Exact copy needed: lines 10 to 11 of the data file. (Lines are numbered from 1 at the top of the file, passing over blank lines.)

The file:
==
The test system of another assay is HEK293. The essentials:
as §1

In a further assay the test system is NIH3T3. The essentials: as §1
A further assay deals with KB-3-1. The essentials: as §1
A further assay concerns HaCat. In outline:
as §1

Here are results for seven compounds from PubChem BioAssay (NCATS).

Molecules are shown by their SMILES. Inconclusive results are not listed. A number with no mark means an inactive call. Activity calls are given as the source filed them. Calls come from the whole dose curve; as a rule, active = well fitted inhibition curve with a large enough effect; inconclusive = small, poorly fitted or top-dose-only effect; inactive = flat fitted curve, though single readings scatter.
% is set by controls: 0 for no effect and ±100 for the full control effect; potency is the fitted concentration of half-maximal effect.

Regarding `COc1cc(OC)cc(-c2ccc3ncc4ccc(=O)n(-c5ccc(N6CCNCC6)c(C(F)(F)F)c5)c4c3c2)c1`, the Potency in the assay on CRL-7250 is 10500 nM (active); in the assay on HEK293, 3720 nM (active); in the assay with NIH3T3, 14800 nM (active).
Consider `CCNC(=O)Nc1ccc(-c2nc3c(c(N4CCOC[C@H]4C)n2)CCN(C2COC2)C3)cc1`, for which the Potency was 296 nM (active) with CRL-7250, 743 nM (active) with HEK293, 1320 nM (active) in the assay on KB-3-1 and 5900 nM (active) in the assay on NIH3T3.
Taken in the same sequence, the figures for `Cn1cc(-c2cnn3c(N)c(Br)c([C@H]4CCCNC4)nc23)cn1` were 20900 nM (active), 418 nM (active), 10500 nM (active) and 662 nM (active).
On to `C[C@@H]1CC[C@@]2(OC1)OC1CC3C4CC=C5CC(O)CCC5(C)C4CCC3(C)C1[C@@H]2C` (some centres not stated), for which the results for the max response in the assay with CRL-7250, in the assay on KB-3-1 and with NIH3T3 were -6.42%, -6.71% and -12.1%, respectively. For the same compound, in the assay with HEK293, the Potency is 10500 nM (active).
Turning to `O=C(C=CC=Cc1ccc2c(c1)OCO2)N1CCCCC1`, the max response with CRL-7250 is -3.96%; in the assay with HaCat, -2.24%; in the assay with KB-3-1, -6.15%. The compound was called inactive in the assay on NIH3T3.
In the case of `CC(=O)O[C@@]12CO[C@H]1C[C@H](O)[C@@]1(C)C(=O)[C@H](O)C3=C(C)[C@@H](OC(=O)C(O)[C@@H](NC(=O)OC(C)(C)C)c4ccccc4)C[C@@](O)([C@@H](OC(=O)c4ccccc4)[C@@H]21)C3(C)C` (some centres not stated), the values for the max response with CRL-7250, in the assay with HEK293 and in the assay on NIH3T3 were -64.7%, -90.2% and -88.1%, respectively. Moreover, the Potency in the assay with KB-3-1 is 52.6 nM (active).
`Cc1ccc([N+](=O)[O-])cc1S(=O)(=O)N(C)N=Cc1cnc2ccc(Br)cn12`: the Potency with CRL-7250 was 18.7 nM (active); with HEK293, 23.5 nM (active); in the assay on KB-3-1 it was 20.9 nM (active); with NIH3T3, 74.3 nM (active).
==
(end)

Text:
Regarding `COc1cc(OC)cc(-c2ccc3ncc4ccc(=O)n(-c5ccc(N6CCNCC6)c(C(F)(F)F)c5)c4c3c2)c1`, the Potency in the assay on CRL-7250 is 10500 nM (active); in the assay on HEK293, 3720 nM (active); in the assay with NIH3T3, 14800 nM (active).
Consider `CCNC(=O)Nc1ccc(-c2nc3c(c(N4CCOC[C@H]4C)n2)CCN(C2COC2)C3)cc1`, for which the Potency was 296 nM (active) with CRL-7250, 743 nM (active) with HEK293, 1320 nM (active) in the assay on KB-3-1 and 5900 nM (active) in the assay on NIH3T3.